But I never used the tu form when addressing her; I opted for the rather old-fashioned voi, which won her approval - not quite as formal as Lei, but less informal than tu (see the Wikipedia article on forms of address). This seemed to solve the discomfort the OP is experiencing by combining a "family" feeling with tokens of respect.
posted by aqsakal at 3:15 AM on May 27, 2010 [1 favorite]

My parents would call their in-laws "mom" or "dad", of by first names. Maybe first names were more used when being extra serious. I myself am gay, and wouldn't presume to use those terms with pseudo-in-laws (American) or in-laws (European). But my European in-laws are not much older than myself, which is weird enough. My American pseudo-mother-in-law was an Italian-American monster-in-law, an evil, manipulative bitch (but that's an understatement).
posted by Goofyy at 3:27 AM on May 27, 2010

I (from Pakistan) call my mother-in-law the equivalent of Mom (Ammi), but my elder sister in law (as in husband's elder brother's wife) calls her Auntie. A lot of people get around the "but she's not my mom" by using alternative words - Ammi/Amma/Ma, for example. It helps when the couple originally called their parents those different alternatives. I've seen many desi American couples where one mother is called Ammi (i.e. Mom in Urdu) and the other is called Mom. Interestingly, my husband and brother-in-law simply do the reciprocal of what their wives do; mine calls my mother Ammi, brother in law calls his MIL Auntie.

Then there are the MILs who were relatives even before the couple got married and therefore already have titles, since there are separate words for maternal and paternal aunts and uncles, and aunts and uncles by marriage, etc.

Uncle and Auntie in this context is a distinctively desi usage. When you hear someone in Pakistan (and India, I'm pretty sure) call someone Uncle or Auntie, odds are 10 to 1 that they are not, in fact, related. Which can give the whole MIL as Auntie thing an added twist. Some feel that it is exactly appropriate (term of respect used for one to whom one is close but not related), while other feel it is far too distant (term of civility owed to just about anyone clearly of a generation above your own, but to whom you do not feel related or particularly close).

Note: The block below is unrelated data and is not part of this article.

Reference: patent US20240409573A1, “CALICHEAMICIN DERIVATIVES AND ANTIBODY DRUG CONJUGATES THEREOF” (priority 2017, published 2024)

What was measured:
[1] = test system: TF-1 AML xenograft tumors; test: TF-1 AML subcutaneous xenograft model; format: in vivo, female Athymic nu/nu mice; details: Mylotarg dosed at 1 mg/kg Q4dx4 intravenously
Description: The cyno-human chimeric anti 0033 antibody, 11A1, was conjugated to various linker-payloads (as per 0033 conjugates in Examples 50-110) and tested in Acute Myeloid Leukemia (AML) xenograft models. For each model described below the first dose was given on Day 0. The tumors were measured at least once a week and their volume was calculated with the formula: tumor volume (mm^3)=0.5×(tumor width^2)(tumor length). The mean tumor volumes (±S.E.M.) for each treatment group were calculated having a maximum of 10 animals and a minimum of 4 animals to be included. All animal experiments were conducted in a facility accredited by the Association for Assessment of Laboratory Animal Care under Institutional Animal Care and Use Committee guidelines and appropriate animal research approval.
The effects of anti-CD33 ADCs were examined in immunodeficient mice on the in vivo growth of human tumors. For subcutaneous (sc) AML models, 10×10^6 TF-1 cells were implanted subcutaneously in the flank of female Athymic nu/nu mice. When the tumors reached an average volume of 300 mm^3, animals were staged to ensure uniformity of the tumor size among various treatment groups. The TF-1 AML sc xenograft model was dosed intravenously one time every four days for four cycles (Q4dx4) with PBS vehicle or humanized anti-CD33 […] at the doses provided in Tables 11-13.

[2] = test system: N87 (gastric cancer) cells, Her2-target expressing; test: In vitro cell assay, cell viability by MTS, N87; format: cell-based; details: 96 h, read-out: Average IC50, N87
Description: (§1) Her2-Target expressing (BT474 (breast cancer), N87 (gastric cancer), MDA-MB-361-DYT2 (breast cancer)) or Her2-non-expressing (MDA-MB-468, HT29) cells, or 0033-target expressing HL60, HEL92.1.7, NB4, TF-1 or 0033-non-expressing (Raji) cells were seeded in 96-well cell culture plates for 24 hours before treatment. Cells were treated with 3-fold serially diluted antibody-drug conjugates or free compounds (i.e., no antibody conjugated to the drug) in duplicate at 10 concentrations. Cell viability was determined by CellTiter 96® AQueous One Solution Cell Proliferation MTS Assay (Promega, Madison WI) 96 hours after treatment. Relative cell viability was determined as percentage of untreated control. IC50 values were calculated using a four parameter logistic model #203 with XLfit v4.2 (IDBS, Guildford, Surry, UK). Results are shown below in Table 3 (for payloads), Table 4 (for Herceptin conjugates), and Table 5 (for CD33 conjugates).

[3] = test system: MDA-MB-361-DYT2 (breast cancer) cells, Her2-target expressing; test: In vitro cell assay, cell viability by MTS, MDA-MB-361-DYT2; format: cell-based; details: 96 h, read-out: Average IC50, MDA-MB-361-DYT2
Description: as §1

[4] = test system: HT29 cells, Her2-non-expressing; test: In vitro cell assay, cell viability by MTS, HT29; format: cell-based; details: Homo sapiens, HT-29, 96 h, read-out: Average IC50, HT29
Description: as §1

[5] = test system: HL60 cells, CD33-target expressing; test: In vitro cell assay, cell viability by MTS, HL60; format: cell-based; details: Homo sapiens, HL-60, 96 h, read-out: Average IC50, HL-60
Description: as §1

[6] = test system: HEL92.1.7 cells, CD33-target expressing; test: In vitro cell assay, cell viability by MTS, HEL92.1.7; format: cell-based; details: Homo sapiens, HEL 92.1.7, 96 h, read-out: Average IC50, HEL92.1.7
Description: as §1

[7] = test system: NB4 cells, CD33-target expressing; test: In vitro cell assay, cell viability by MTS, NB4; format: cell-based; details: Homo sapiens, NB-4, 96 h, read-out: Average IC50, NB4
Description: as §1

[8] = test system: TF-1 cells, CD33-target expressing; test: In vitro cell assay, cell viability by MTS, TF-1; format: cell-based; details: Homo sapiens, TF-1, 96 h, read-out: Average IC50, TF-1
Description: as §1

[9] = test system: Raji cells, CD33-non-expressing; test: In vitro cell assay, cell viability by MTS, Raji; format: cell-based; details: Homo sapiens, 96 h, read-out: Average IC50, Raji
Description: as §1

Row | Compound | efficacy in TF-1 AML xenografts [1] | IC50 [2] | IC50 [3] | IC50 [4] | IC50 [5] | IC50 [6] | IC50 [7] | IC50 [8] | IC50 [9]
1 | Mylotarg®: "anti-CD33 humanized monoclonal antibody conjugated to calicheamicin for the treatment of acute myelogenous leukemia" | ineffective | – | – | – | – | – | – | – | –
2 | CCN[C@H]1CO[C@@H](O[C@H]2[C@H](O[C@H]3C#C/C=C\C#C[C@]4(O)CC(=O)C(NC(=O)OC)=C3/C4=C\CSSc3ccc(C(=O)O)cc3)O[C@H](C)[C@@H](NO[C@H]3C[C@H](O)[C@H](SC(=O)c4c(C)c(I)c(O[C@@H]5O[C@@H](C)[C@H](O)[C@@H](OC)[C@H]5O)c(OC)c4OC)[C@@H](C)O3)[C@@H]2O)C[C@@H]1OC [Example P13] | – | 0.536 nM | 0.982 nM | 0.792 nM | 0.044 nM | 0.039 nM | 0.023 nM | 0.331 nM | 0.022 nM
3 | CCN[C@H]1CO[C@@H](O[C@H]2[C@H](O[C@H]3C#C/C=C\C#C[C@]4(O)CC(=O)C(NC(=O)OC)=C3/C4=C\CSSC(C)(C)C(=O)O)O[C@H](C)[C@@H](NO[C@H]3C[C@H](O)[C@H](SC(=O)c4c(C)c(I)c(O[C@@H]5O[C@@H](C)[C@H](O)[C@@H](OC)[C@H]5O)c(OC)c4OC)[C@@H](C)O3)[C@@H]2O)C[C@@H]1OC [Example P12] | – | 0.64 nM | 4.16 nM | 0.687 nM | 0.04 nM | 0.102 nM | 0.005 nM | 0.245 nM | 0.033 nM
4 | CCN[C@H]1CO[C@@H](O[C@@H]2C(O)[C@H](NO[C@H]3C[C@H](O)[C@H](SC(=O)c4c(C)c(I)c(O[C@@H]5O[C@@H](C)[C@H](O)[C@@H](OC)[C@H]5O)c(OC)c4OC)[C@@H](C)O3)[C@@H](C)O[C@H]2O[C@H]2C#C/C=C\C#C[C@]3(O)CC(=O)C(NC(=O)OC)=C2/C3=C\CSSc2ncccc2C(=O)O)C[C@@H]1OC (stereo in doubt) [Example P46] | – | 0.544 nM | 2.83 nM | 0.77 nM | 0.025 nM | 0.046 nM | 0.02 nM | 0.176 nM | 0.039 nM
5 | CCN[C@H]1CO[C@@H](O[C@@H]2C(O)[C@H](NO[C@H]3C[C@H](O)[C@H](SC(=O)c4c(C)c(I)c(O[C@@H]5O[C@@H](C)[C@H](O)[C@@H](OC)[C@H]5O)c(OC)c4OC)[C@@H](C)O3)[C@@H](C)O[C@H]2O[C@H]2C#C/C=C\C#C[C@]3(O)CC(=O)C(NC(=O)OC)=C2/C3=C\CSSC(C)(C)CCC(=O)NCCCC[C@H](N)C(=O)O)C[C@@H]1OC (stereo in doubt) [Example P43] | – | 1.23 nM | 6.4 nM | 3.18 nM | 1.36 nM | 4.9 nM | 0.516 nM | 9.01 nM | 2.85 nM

I know NO one in Pakistan who calls a parent-in-law by first name.

Perhaps a more convoluted answer than OP was looking for.
posted by bardophile at 3:33 AM on May 27, 2010 [1 favorite]

My (Bangladeshi) sister's (British) husband calls my mum Ammu, the Bengali word for "mother". I think that was more their attempt at getting him to be part of the family. With the rest of the family tree it's some variation of "Ma" though I think there are actual specific words for that kind of relationship.

I tend to call my (White Australian) boyfriend's mum by her first name, though had I still been in Asia I'd call any older female family friend "Auntie". I don't think my boyfriend calls my mum anything specific; it's an odd question to ask! (They get along awesome, but the topic's never really been broached...)
posted by divabat at 3:44 AM on May 27, 2010

My mum and dad called their parents in law "mum" and "dad". My wife and I call our parents in law by their first names. My family is anglo-australian/scottish (I'm the anglo-australian half). My wife can't remember what her parents called their in-laws.
posted by singingfish at 3:46 AM on May 27, 2010

French, living in France, and i call my (french) MIL by her first name.
posted by vivelame at 3:47 AM on May 27, 2010

I'm in the U.S., and I call my MIL by her first name, as does my husband with my mom. But my sister often calls her MIL "mom" when addressing her, and her husband sometimes calls our mother "mom" as well. They are much closer, geographical and emotionally, to the in-laws: sister's MIL currently lives with them, and they had also lived in MIL's house when they were first married, and they live about a mile away from our mom. Me, on the other hand--I live 1200 miles from my MIL and have only seen her when she's visiting here or we're visiting there--maybe a total of 12 visits? Probably a similar number of times my husband has visited/we've had visits from my mom, who also lives about 1,000 miles away.